Friday, November 28, 2014

Women's rights, economic rights, and human rights

For the past forty  years, as I've often noted, the left has been obsessed with the rights of less well of groups: black Americans, women, gays, and others.  And indeed, in some respects they have made great progress towards achieving full rights for these groups.  Gays in particular can now come out of the closet, form relationships, and even marry in most of the country.  Both women and minorities are far more represented in management and the professions, even though their champions claim that they are still underrepresented.  They also hold more public offices.  The elite of America, in short, is far more integrated by gender and race than it has ever been before.  Yet meanwhile, the elite has become much richer relative to the population, the economically lower half of the population has essentially no wealth, and uneducated people have lost the opportunities for job security and a reasonable life that they enjoyed before the de-industrialization of America.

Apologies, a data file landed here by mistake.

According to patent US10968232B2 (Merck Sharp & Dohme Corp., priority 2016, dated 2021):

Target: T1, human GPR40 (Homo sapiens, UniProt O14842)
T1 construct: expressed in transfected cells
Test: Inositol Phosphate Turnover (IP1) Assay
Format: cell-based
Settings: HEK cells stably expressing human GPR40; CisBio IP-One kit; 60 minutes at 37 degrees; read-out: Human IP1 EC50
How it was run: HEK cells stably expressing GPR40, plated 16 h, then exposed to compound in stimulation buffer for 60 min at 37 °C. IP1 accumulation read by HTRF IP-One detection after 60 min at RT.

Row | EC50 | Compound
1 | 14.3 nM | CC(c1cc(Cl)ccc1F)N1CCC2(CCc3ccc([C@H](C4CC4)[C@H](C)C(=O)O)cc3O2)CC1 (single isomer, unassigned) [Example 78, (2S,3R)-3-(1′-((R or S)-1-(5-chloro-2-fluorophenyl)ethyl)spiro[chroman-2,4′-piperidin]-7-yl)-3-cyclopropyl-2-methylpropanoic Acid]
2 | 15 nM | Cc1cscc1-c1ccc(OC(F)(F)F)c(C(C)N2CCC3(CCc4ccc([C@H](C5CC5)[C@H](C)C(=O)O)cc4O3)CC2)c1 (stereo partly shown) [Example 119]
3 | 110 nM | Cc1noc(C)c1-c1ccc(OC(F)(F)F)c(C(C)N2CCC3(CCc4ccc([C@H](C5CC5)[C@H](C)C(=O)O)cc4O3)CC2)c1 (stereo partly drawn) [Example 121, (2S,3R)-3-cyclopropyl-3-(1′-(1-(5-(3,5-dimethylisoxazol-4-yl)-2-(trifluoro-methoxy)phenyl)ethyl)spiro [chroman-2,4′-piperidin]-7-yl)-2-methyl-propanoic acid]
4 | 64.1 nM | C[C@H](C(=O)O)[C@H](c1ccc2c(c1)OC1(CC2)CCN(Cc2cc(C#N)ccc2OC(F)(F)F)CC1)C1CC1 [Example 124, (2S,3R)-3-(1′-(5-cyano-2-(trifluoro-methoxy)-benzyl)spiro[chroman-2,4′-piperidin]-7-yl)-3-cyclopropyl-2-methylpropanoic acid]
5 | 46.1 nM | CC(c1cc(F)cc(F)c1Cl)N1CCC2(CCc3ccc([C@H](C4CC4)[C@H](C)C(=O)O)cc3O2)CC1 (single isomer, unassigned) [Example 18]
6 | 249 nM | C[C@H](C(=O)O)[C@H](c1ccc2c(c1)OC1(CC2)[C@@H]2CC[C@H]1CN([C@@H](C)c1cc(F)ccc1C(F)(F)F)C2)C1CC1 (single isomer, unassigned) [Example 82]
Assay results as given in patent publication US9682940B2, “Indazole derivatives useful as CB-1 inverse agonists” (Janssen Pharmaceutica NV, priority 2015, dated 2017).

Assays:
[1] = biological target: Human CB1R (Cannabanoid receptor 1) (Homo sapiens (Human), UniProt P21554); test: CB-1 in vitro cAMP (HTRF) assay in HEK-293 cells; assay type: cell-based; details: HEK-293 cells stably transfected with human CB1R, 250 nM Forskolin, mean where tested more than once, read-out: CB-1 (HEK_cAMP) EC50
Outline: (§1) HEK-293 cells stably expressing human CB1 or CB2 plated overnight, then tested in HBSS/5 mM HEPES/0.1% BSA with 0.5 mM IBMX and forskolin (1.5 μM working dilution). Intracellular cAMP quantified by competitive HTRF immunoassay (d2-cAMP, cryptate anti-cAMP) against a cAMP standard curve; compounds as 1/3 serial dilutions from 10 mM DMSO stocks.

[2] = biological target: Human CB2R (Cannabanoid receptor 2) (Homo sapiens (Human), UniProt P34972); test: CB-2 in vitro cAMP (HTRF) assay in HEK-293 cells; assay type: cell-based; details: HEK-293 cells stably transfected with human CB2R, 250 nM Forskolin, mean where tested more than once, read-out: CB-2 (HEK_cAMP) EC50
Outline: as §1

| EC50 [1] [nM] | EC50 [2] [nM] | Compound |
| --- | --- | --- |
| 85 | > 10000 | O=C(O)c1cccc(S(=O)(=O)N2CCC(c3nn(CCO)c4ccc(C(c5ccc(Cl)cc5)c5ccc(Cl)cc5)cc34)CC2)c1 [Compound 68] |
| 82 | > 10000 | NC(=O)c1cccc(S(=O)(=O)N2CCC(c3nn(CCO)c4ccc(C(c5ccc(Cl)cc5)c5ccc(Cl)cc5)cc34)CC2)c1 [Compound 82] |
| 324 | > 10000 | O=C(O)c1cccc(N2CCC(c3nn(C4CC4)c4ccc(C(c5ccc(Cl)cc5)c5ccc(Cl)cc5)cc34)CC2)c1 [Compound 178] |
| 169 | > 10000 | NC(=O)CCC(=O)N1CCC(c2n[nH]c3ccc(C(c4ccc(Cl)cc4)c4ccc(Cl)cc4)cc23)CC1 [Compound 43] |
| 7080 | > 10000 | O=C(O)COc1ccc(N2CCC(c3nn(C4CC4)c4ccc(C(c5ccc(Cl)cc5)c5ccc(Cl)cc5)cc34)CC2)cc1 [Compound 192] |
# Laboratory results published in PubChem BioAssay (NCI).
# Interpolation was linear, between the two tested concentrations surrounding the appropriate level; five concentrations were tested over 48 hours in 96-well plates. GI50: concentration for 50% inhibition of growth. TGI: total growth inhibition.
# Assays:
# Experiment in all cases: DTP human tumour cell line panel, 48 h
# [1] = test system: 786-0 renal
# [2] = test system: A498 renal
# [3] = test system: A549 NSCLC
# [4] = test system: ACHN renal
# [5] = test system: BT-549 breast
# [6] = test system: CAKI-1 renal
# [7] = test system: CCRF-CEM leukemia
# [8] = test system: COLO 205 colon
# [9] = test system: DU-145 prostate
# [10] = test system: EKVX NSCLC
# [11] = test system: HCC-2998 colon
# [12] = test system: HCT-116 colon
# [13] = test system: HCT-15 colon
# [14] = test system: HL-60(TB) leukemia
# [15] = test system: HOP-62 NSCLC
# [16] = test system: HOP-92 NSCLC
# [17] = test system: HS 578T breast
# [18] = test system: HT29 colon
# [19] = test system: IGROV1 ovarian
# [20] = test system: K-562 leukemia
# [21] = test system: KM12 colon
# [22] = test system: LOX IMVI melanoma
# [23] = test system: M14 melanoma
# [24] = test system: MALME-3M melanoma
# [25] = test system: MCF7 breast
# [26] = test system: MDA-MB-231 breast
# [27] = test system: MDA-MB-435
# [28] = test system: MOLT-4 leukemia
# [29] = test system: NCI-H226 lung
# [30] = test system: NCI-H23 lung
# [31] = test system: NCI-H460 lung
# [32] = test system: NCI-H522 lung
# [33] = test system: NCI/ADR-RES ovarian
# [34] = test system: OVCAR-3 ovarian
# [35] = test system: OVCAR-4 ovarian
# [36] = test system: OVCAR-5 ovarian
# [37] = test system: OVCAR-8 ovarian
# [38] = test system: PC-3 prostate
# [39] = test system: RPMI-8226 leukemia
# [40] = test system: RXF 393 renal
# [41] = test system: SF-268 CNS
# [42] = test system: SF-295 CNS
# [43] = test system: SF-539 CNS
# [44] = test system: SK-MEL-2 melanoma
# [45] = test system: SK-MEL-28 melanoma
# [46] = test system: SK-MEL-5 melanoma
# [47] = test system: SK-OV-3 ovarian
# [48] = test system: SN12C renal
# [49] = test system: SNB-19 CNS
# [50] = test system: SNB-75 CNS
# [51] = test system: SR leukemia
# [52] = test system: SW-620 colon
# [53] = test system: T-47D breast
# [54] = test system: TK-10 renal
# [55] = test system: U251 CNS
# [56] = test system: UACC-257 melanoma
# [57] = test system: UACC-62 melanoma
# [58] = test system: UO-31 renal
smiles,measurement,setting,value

A number of stories that I have read recently suggest to me that the gains of women, in particular, have been limited to a relatively small portion of the population, precisely because of increasing economic inequality.  The first, oddly enough, is the Ray Rice case, and related stories about the plight of NFL wives that have appeared in its wake.  With rare exceptions, NFL players come from relatively poor backgrounds.  The few college football players who actually make it into the league suddenly enjoy undreamed of wealth,. which makes it easy for them to induce young women of relatively modest backgrounds to live with an marry them.  The women seem to be willing to do so without any kind of prenuptial agreement that would do something to assure their economic future if their relationship goes badly.   (Perhaps some young women would like to do this, and a few may do so, but there is no shortage of those who will not.)  And thus, the economic pressure to remain within an abusive relationship becomes tremendous.  Rice's wife did not want the courts to take more severe legal action against her husband, and she issued a statement regretting that the NFL had become interested in the case.  Rice has raised her well up the economic ladder, and she presumably has no way of getting there on her own.  If professional athletes were compensated at a more modest rate, and good long-term jobs were available to the general population, these situations would not arise so much.  Money simply gives some individuals too much power over others.  (This morning's paper informs me that the NFL's arbitrator--a female judge--has overturned Rice's suspension on the grounds that he could not be punished twice for the same offense.   The lynch mob mentality that now dominates the media and university life still occasionally runs up against the protection of the legal system.